Alexander Chrystall crosses the finish first at the Tour of Somerville Cycling Series in July.
By Lisa Moore
Hometown Weekly Correspondent
Becoming a professional cyclist requires passion, skill, and determination. Committing to the demanding training regimen of riding between 1 and 4 hours a day, and the expense of equipment, travel, and race fees is just the beginning. A rider must advance through the six levels of racing in the US to reach the level of Pro. Starting as a category 5, riders must race each season to finish among the top five finishers, winning and scoring points towards their individual rankings.
For riders who are serious and working towards becoming a professional cyclist, the journey usually takes 5-6 years to achieve Category 2 status, with many riders never able to advance past that level.
For Wellesley 18-year-old Alexander Chrystall, who began riding and racing in 2014, his rise from Cat 5 to Cat 1 has taken only three years. This August at the Raw Seafood Criterium race in RI, Alexander, known as Zander, finished first in the hour-long race and gained the final points he needed to reach the rank of Cat 1. The new ranking brings him to the precipice of professional cyclist level.
In the US, there are four different types of races cyclists can compete in during the racing season. There is mountain bike racing, where the racecourse is off road, and road racing, where the race is along streets and roads with a minimum racing distance of 80 miles. There is criterium racing, or “crit,” which is oval racing usually done on a closed loop of street approximately 1 mile long. In crit races, racers ride very fast over many laps. This type of race is timed and can be 70 to 90 minutes long. Finally, cyclocross racing in winter is a hybrid between road, crit and mountain bike races. This type of event is held in a field or park, where the race loop challenges riders with different types of terrain and obstacles to navigate.
Each type of racing requires different bicycles to handle the unique conditions for each race. Mountain bike races require a bike with thick knobby tires that can handle the off road terrain, criterium and road races require a light bike that has thin, dense racing wheels, and cyclocross requires a hybrid type of bike, one that is lightweight with a thick knobby tire.
Many people think cycling is an individual sport, but in reality in order for a rider to be successful, they need the help and support of a team. Zander rides with the team New England Development and is coached by Adam Myerson of Dorchester, who himself is a prolific professional rider in crit and cyclocross and is the current road race national champion. New England Development is a team with junior riders aged 15 to 18 and senior riders that mentor and aid junior riders, helping them to finish in first place. Team members are there to loan spare bikes or parts, help a teammate draft to conserve energy to slingshot past opponents, and chase down a stray rider attempting to pull away from the pack.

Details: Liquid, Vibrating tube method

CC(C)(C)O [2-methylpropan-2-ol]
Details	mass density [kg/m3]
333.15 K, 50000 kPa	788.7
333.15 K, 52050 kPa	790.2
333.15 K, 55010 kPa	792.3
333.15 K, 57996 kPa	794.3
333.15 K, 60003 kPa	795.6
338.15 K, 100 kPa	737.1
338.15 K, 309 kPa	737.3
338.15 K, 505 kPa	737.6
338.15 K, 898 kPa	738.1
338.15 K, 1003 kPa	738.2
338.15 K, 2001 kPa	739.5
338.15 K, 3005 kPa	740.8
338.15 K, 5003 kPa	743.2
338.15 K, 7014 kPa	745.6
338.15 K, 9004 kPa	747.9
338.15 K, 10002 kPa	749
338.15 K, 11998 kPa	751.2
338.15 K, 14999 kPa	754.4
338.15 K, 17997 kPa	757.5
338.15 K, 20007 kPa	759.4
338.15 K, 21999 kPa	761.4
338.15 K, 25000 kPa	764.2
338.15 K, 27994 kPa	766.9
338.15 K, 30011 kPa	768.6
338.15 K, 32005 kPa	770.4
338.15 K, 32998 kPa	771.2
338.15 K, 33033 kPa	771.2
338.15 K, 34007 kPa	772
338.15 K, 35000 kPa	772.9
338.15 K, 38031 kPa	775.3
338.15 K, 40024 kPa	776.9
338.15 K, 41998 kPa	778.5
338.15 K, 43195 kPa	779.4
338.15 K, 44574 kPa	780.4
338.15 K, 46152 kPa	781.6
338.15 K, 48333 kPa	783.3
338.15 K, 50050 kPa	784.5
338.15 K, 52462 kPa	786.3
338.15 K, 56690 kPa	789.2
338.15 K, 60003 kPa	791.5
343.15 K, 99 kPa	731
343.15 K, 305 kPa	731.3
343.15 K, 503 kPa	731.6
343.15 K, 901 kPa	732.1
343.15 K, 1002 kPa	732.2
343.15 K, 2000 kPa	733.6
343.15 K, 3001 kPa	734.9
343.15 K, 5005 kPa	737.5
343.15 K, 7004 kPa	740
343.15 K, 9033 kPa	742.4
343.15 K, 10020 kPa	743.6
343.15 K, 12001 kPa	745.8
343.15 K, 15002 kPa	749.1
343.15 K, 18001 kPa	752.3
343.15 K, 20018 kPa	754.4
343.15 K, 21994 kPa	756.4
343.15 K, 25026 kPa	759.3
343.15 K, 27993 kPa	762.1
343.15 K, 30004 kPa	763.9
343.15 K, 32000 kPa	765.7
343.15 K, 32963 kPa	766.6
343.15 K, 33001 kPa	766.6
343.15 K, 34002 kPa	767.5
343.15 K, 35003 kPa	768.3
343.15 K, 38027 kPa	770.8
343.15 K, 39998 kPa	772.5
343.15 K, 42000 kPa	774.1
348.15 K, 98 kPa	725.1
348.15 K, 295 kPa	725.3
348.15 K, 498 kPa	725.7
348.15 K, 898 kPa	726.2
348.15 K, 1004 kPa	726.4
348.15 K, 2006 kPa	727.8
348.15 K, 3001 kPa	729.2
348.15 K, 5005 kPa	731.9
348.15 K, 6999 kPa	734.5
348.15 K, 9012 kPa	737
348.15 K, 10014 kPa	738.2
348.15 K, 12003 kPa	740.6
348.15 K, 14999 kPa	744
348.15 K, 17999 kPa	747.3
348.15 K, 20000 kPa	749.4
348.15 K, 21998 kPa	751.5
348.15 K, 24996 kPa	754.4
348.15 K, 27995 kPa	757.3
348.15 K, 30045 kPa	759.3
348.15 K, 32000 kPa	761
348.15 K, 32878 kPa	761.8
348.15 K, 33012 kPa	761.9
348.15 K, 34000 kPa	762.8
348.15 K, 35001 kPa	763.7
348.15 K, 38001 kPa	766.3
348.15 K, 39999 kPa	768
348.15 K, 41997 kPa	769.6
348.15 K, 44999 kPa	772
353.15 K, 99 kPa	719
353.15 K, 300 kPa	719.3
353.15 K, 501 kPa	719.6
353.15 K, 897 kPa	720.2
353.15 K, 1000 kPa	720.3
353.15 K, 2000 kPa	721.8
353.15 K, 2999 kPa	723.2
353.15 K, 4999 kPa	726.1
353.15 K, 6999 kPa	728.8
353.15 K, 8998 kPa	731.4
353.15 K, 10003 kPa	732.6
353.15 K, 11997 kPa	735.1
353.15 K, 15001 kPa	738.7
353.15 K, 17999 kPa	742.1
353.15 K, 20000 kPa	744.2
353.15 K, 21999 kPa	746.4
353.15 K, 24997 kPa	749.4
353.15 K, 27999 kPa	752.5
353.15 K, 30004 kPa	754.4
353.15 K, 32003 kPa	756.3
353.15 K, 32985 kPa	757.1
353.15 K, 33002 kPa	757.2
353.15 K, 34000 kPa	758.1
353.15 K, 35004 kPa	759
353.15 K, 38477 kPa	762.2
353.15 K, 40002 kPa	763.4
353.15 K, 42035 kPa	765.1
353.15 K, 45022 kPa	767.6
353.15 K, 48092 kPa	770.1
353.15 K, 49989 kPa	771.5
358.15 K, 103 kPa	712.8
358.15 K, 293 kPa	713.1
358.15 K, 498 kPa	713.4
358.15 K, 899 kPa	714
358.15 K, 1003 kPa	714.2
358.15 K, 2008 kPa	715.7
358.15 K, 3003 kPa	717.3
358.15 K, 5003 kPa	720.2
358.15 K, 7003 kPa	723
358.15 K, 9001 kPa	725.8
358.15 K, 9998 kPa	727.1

In addition, parents play a huge supporting role on the team, ensuring the junior riders get to the start of each race on time and have adequate food and water at the food and water zone. They also act as “sweepers,” finding lost riders that strayed off course and collecting each rider and all of their gear at the end of a race - sometimes 80-plus miles away from the start. A strong team will make every rider stronger.
For Zander, his biggest motivator and best teammate has been his father, who he credits with pushing him when he needed it, helping him to become a better rider, and inspiring him to work harder to advance through the ranks to achieve Cat 1. A rider himself, Douglas Chrystall has been there to support Zander, often riding along with him on his long training days, cycling 80-plus miles together.
Now that Zander has achieved Cat 1 status in criterium and road races, he is working toward a new goal: turning pro.
“The important thing is to set a goal and strive forward to achieve that goal. Cycling takes motivation to move forward; it is a physically and mentally challenging sport,” he said. This winter, Zander hopes that with his coach’s support, he will be signed to a professional racing team. Life for a pro cyclist is a life on the road with lots of travel, a prospect that has Zander feeling “super-excited and a little nervous. I really want to keep moving forward. Each new level I reach is more challenging, a chance to race against other great riders, and a chance to become a better rider.
“I love the sprinting at the end of the race,” he continued, reflecting on his favorite part of cycling. “The thrill and adrenaline of the speed, and sprinting against the pack of riders the last 200-500 meters of the race.”
As a junior rider, Zander currently races under a gear restriction - a rule that is in place to protect the knees and joints of young riders. When he turns 19, he will be free to use all the gears for racing. “I am looking forward quite a lot to sprinting without the gear restriction”, he said.
As Zander prepares for the next level of cycling, he had this to say for younger riders: “You need to have a partner or mentor on the bike with you, to push you, and motivate you so you can grow in the sport faster and achieve higher goals more quickly.”